Research Highlight December 14, 2018

Gene knockdown sufficient to induce deficits reminiscent of aging and Alzheimer's disease

Assistant Professor Catherine Kaczorowski, Ph.D., is focused on understanding how the brain changes as we age so that cognitive decline may not be an inevitable part of growing older.
Associate Professor Catherine Kaczorowski, Ph.D., (right) is focused on understanding how the brain changes as we age so that cognitive decline may not be an inevitable part of growing older. Here she is interacting with graduate student Sarah Neuner. JAX photo by Tiffany Laufer.

Mechanisms identified mimic age-related memory decline in mouse models

Most individuals experience some degree of cognitive decline as they age, but the extent varies from person to person. Some have trouble remembering and learning new things, while others develop severe dementia and are unable to live independently. Alzheimer’s disease is one well-known form of progressive dementia, with no effective prevention methods or treatments.

While some environmental factors, like diet, play a role, much of the link between aging and cognitive decline risk lies in genetics. The details aren’t well-understood, but a JAX research team led by Catherine Kaczorowski believes that identifying the genes and processes involved will lead to therapeutic targets. Her lab’s ultimate goal is to protect individuals who are most susceptible to age-related cognitive decline and dementia.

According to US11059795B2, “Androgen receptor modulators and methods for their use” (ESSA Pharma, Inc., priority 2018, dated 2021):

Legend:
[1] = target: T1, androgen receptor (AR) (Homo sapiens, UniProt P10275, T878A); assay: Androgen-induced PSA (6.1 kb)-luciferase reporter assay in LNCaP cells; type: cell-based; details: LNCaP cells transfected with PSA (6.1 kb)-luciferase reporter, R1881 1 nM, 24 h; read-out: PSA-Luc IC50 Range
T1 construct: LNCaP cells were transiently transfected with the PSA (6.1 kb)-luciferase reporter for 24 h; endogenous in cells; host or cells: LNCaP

Catherine Kaczorowski, JAX Associate Professor and Evnin Family Endowed Chair of Alzheimer’s Research, and graduate student Sarah Neuner previously identified a specific gene, heterochromatin protein 1 binding protein 3 (Hp1bp3), as a mediator of cognitive aging. Specifically, lower expression of this gene in the brain was associated with impaired cognitive function.

In their most recent publication in Aging Cell, Kaczorowski and Neuner further investigate the role of Hp1bp3 in age-related cognitive decline. The mechanisms they identify are very similar to what is observed in normal human aging:

  • Changes to neuron behavior and gene expression
  • Decreased excitability and plasticity of neurons, which are associated with learning and memory
  • Increased inflammation from disrupted regulation of a specific micro-RNA

The authors conclude that “the discoveries made here, as well as in future studies, will help inform the development of therapeutics designed to target either Hp1bp3 or its downstream effectors in order to help promote cognitive longevity and reduce the risk of multiple age-related diseases.” In other words, this research brings us closer to understanding how to prevent or treat age-related cognitive decline and dementia, including Alzheimer’s disease.


Neuner et al. 2018. Knockdown of heterochromatin protein 1 binding protein 3 recapitulates phenotypic, cellular, and molecular features of agingAging Cell. https://doi.org/10.1111/acel.12886